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From the simple perspective of someone like myself, it appears that our sun is "fixed in place" (from the perspective of the solar system itself) and that everything else of lower mass orbits around it. I suspect that the sun wobbles due to the other objects (that the barycenter is either near it or within its radius).

It appears from reading about binary stars of more-or-less equal mass that they cannot have one "fixed in place" and the other orbiting it. The barycenter is basically between them.

Is that perspective correct? Is it ever possible for a low mass star to be the "fixed in place" center with a large mass star orbiting it? Or does the barycenter always shift toward the more massive object?

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The barycenter of a system consisting of two objects of mass m1 and m2 with their centers separated by a distance d is always along the line connecting the two centers and m1/(m1+m2) of the way along the line from the center of m1 to the center of m2.

So for the Sun and the Earth, where the Sun weighs in at about 333,000 Earth masses, the barycenter will be about 1/333001 of the way from the center of the Sun to the center of the Earth, or about 280 miles from the center of the Sun in the direction of Earth.

(So it might as well be fixed in place for all you or I could tell without high-quality instruments, but it does wobble in a 270-mile orbit once each year.)

The presence of the rest of the planets makes this all a lot more complicated, of course and the Sun actually traverses a much more complicated path than it would if the Solar System was a simple two-body system. In this case, the barycenter is possibly better thought of as the center of mass.

OTOH, since Jupiter is so much heavier than everything else, to a decent first approximation the Solar System is a binary system. The barycenter for the Sun-Jupiter pair is actually outside the Sun, at about 1.09 Solar radii.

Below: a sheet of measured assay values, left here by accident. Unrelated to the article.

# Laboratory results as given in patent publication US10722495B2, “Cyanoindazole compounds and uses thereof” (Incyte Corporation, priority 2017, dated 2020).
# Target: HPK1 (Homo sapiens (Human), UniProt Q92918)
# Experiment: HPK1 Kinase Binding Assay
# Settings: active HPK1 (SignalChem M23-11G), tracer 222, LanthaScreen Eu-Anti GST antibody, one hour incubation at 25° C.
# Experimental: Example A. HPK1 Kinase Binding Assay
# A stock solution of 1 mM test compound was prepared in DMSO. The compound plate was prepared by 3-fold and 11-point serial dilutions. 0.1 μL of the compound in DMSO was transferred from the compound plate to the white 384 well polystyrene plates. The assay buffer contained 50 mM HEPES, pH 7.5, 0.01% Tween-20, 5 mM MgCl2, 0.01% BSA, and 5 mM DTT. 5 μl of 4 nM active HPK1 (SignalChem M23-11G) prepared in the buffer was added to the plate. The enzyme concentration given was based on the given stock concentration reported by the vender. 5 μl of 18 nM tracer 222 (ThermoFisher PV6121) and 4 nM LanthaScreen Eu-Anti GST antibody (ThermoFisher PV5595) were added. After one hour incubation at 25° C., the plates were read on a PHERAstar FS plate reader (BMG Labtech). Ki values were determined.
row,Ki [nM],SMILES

See my answer at What point does Earth actually orbit? for more.

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"Barycenter" is really just a fancy term for the center of mass of a system. You can compute it quite easily if you know the positions of all the objects in a system at a given time. This is usually quite handy, at least when dealing with either a pair of similar-mass objects, such as a binary star, or in systems where one object is gravitationally dominant and most other objects orbit it, like in a planetary system.

A barycenter isn't really "fixed", because no reference frame is absolute; we know this from the principle of relativity, which discards the idea of privileged inertial reference frames. However, when discussing orbital mechanics, it's often quite convenient to use barycentric coordinates. In a binary star system, for instance, the barycenter is a focus of the orbits of both bodies, and so it is an obvious choice for designating as a reference point, as we can then calculate the stars' positions.

Now, things get complicated if we look at more complex systems. For instance, Earth doesn't really orbit the Solar System's barycenter; it orbits the Sun-Earth barycenter - which is, for most purposes, the center of the Sun. Finding the barycenter of the Solar System isn't too important if you're computing Earth's orbit approximately (for more exact calculations, you might want to take other bodies into account, namely, the giant planets).

Note that the equation for the center of mass of two bodies of masses $m_1$ and $m_2$ and positions $\mathbf{x}_1$ and $\mathbf{x}_2$ is $$\mathbf{x}_{\text{cm}}=\frac{m_1\mathbf{x}_1+m_2\mathbf{x}_2}{m_1+m_2}$$ and if $m_1\ll m_2$, $$\mathbf{x}_{\text{cm}}=\frac{m_1\mathbf{x}_1}{m_1+m_2}+\frac{m_2\mathbf{x}_2}{m_1+m_2}\approx\frac{m_1}{m_2}\mathbf{x}_1+\frac{m_2}{m_2}\mathbf{x}_2\approx\mathbf{x}_2$$

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